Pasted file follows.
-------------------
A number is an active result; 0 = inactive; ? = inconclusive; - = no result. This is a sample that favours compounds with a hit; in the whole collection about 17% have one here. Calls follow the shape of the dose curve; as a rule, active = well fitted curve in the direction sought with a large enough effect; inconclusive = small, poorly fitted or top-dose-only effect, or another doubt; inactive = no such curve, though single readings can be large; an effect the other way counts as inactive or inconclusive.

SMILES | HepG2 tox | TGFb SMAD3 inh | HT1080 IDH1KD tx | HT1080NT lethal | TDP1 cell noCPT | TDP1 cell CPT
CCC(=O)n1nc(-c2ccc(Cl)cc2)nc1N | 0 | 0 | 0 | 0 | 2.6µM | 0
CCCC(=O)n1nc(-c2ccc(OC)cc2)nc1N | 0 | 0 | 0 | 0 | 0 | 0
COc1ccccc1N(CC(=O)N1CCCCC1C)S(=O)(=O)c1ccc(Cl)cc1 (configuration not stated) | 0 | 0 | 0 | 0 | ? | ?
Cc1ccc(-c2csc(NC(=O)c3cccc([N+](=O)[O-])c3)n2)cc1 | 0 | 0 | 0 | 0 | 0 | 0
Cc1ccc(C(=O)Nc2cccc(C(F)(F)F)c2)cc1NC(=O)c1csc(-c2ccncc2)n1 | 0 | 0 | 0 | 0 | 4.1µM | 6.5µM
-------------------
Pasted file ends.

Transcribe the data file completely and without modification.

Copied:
A number is an active result; 0 = inactive; ? = inconclusive; - = no result. This is a sample that favours compounds with a hit; in the whole collection about 17% have one here. Calls follow the shape of the dose curve; as a rule, active = well fitted curve in the direction sought with a large enough effect; inconclusive = small, poorly fitted or top-dose-only effect, or another doubt; inactive = no such curve, though single readings can be large; an effect the other way counts as inactive or inconclusive.

SMILES | HepG2 tox | TGFb SMAD3 inh | HT1080 IDH1KD tx | HT1080NT lethal | TDP1 cell noCPT | TDP1 cell CPT
CCC(=O)n1nc(-c2ccc(Cl)cc2)nc1N | 0 | 0 | 0 | 0 | 2.6µM | 0
CCCC(=O)n1nc(-c2ccc(OC)cc2)nc1N | 0 | 0 | 0 | 0 | 0 | 0
COc1ccccc1N(CC(=O)N1CCCCC1C)S(=O)(=O)c1ccc(Cl)cc1 (configuration not stated) | 0 | 0 | 0 | 0 | ? | ?
Cc1ccc(-c2csc(NC(=O)c3cccc([N+](=O)[O-])c3)n2)cc1 | 0 | 0 | 0 | 0 | 0 | 0
Cc1ccc(C(=O)Nc2cccc(C(F)(F)F)c2)cc1NC(=O)c1csc(-c2ccncc2)n1 | 0 | 0 | 0 | 0 | 4.1µM | 6.5µM